2011 Trafficking in Persons Report - Portugal
|Publisher||United States Department of State|
|Publication Date||27 June 2011|
|Cite as||United States Department of State, 2011 Trafficking in Persons Report - Portugal, 27 June 2011, available at: http://www.refworld.org/docid/4e12ee52a.html [accessed 18 January 2017]|
|Disclaimer||This is not a UNHCR publication. UNHCR is not responsible for, nor does it necessarily endorse, its content. Any views expressed are solely those of the author or publisher and do not necessarily reflect those of UNHCR, the United Nations or its Member States.|
Portugal (Tier 1)
Portugal is a destination, transit, and source country for women, men, and children subjected to sex trafficking and forced labor. Trafficking victims found in Portugal are from Brazil, Eastern Europe, and Africa. According to the government, an increased number of Portuguese girls are subjected to forced prostitution within the country. Men from Eastern European countries and Brazil are subjected to forced labor in agriculture, construction, hotels, and restaurants. According to local observers and media reports, Portuguese men and women are subjected to forced labor or forced prostitution after migrating to other destinations in Europe. Children from Eastern Europe, including Roma, are subjected to forced begging, sometimes by their families. Two-thirds of the 21 trafficking victims identified by the government in 2010 were male.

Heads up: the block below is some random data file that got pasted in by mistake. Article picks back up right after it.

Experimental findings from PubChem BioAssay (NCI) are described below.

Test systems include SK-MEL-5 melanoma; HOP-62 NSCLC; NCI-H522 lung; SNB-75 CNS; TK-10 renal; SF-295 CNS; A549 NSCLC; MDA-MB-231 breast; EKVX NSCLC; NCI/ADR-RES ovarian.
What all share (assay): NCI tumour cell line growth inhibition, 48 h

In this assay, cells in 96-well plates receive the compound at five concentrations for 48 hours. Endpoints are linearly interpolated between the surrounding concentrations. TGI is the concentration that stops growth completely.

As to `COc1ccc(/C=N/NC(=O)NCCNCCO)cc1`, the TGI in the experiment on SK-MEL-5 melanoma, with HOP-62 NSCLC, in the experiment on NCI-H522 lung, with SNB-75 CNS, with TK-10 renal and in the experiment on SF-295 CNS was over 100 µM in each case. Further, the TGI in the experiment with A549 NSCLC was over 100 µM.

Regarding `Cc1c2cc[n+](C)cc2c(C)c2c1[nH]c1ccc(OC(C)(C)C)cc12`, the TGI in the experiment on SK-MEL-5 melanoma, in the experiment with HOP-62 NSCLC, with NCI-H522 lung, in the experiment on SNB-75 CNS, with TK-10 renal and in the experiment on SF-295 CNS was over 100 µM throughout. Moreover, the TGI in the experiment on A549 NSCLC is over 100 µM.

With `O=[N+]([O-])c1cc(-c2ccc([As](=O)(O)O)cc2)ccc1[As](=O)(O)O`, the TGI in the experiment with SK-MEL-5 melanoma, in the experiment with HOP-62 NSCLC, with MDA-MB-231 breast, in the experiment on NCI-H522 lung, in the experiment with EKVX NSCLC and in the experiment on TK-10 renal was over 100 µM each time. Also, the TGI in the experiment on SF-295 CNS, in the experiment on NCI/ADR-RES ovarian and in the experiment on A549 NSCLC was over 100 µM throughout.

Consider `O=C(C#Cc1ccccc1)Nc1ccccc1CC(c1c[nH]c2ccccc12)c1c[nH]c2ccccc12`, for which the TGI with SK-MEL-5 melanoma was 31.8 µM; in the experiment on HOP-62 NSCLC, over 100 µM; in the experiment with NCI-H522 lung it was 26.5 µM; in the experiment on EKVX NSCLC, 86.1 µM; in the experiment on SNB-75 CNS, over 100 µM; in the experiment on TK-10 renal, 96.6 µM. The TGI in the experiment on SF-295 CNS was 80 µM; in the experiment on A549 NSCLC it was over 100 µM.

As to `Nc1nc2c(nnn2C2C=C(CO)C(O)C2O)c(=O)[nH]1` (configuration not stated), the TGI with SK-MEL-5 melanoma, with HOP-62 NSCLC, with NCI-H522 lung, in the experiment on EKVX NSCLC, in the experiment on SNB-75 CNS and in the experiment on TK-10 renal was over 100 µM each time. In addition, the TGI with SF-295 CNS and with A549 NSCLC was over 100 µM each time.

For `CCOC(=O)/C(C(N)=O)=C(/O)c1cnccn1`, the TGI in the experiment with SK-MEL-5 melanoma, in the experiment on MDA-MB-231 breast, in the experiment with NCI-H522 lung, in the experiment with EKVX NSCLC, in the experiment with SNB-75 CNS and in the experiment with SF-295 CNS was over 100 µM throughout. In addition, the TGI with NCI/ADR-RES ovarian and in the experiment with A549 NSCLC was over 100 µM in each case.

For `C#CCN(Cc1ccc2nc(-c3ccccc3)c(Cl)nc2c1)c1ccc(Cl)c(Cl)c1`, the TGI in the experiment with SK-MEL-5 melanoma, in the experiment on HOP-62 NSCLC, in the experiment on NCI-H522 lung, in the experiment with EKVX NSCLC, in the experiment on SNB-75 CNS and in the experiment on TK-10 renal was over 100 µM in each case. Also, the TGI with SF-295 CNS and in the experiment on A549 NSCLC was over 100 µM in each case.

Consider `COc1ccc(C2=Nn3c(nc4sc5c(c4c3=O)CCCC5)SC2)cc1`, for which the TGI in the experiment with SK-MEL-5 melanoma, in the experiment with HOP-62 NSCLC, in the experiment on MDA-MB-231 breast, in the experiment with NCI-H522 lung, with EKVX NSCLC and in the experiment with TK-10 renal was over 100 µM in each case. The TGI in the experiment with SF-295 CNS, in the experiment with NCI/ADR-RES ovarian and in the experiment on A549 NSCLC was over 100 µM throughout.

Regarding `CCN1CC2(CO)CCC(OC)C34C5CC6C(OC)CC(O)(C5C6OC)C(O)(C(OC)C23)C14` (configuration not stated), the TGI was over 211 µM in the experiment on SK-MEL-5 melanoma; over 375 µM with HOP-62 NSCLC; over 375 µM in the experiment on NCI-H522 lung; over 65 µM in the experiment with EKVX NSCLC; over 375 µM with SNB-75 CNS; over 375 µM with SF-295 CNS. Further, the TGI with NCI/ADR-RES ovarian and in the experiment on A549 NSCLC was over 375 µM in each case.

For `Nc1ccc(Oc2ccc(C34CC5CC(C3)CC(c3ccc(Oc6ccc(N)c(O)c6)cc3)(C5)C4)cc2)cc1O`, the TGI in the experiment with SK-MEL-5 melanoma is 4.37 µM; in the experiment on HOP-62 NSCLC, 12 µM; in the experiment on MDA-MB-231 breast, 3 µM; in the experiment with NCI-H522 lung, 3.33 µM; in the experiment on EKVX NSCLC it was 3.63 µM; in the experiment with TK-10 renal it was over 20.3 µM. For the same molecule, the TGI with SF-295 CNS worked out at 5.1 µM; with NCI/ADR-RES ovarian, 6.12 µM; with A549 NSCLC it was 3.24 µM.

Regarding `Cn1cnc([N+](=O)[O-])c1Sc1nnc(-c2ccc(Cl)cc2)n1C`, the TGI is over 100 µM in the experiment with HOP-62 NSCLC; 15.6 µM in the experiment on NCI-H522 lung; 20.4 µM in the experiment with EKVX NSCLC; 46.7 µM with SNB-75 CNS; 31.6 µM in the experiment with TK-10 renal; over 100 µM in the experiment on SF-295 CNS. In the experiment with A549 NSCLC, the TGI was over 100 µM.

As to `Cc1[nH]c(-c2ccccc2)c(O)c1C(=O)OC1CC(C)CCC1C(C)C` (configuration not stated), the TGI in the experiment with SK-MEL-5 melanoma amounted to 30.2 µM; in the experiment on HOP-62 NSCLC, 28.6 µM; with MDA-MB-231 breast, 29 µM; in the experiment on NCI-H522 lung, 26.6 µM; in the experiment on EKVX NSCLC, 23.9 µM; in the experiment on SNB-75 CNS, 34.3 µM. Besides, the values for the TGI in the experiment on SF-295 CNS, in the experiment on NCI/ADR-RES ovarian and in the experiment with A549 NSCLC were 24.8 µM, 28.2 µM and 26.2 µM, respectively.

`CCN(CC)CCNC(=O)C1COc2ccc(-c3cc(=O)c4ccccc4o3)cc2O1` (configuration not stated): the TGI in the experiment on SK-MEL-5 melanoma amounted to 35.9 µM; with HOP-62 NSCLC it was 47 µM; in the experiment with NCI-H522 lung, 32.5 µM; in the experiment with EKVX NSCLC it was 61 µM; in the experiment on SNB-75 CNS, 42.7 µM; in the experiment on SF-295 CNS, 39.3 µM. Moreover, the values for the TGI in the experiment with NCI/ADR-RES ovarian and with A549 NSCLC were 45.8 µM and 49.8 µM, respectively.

The Government of Portugal fully complies with the minimum standards for the elimination of trafficking. In 2010, the government demonstrated increased victim assistance by granting more residency permits to trafficking victims and it continued to provide subsidies to NGOs providing comprehensive care and assistance to victims.
While the majority of traffickers convicted under the government's anti-trafficking law received significant jail time, it was unclear how many other offenders convicted under anti-pimping statutes were actual traffickers. The government used anti-pimping statutes to secure other convictions for offenders who may have been involved in human trafficking; these convictions significantly outnumbered the number of identified trafficking victims, suggesting a lack of adequate efforts to identify and assist victims.